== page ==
"Le mele rosse non sono speciali."

Translation:The red apples are not special.

April 2, 2013

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can anyone tell me why it is not speciale


Adjectives usually change according to gender and number. If the adjective ends in -e in the singular (la donna speciale, il ragazzo speciale) then when it modifies a plural noun it ends in -i (le donne speciali, i ragazzi speciali). Here are some other examples:

  • la mela verde/le mele verdi
  • un uomo forte/due uomini forti
  • una scarpa grande/due scarpe grandi

  1. (Type 1) Adjectives that have 4 forms - they end in -o (male singular, ex. 'perfetto') and in -a (female plural, ex. perfetta) end in -i (male plural, ex. perfetti) and in -e (female plural, ex. perfette). However, (case 2) adjectives that end in -e, for both male and female gender forms in singular, end in -i, in plural, for both male and female forms. These adjectives (type 2) have only 2 forms, not 4 (type 1 adjectives)


Is "le" necessary here? E.g. in English you would say "Red apples aren't special." (Not The red apples...)


Yes it is. In italian the definite article (il, la...) is used much more frequently than in English, for example: "le mie mele" ("the my apples")...


Following this rule then, shouldn't it read 'le mele rossi' rather than 'lt mele rosse?? Confused.


rosse is rosso (not ending in -e) in the feminine plural.


rule is without exceptions end in o,i,a,e (masc singular, plural, femine singular, feminine plural) exceptions are colorday mentioned end in e, i singular, plural regardless of sex or gender-invariable.


it's not always so easy. In Italian you have a lot of colours (adjectives) that don't change their forms.

  • il cappotto rosa

  • la gonna rosa

  • i pantaloni rosa

  • le gonne rosa



I cannot for the life of me figure out when it's pink and when it's red! It's like Duolingo changes its mind every time I use it. Please help!


Here is my way: pink=rosa only one "s" but red=rossi because it is a deeper color it has two "SS. Whatever works, right? :-)


Pink is 'rosa' - one 's' and it is invariant (unlike most adjectives, the form doesn't change to match the noun)

Red is 'rosso' - double 's' and it's a normal adjective which changes the ending to match the gender/number of the noun (ie. rosso, rossa, rossi, rosse)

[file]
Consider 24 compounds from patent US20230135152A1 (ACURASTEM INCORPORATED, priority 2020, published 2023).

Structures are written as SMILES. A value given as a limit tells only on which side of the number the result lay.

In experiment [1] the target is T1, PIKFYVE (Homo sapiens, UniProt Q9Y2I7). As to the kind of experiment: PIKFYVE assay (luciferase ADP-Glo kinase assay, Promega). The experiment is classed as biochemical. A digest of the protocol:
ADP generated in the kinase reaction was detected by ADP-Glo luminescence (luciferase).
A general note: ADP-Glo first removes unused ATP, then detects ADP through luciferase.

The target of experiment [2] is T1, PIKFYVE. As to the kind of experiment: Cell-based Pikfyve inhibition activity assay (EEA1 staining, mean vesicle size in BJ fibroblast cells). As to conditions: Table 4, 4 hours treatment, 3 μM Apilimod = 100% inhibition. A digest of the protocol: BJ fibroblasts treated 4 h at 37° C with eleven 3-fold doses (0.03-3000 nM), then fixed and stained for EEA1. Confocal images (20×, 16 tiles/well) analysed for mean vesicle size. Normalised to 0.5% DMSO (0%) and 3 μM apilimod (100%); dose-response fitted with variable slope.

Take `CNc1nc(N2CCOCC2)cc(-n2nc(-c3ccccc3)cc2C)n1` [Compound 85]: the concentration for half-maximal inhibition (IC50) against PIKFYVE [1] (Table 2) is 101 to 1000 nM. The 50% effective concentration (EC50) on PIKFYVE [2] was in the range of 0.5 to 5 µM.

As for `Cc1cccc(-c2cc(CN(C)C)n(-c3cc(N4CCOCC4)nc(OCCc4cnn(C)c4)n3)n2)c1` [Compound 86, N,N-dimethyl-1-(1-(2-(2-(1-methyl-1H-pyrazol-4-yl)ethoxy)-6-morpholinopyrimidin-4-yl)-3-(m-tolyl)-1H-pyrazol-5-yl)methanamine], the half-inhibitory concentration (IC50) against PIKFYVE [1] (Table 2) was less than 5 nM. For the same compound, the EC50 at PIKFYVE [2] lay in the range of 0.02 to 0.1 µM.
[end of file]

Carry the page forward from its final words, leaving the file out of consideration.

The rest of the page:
To hear the difference between 'rosa' (pink) and 'rossa' (red - feminine singular), the main difference is in the first vowel: 'rosa' sounds like 'rose + ah', whereas 'rossa' sounds like 'ross + sah'


is it a saying in Italian?


I'm not exactly sure when to use "gli" all the time but yet I continue my lessons everyday. When to use "i" as opposed to "gli". Like anything else , it is a matter of of practice, practice, practice. You will figure it all out and it will become intuitive. I pick up Oggi, the italian newspaper and I say, I need to study more and expand my vocabulary, I'll figure out the "articles" and prepositions along the way. No pain, no gain.

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Rules for the definite article:


Rules for the indefinite article:






Actually there's a strict rule for this: you use "gli" instead of "i" for nouns starting with a vowel (gli amici) or s+consonant (gli scaffali) or x/y/z (gli zucchini) or ps/gn/pn. In singular you would use l' instead of il in the first case (l'amico) and lo in the others (lo scaffale).


Please can someone explain why 'the red apples are no speciality' is incorrect. Is speciality a different word or something? How would you say that?


You've changed the meaning entirely. Your speciality is something you are especially good at. Special is an adj. that means better, greater, or different. They cannot be used interchangeably.


This really lends itself to "The red apples are nothing special". That's what we'd say in English.


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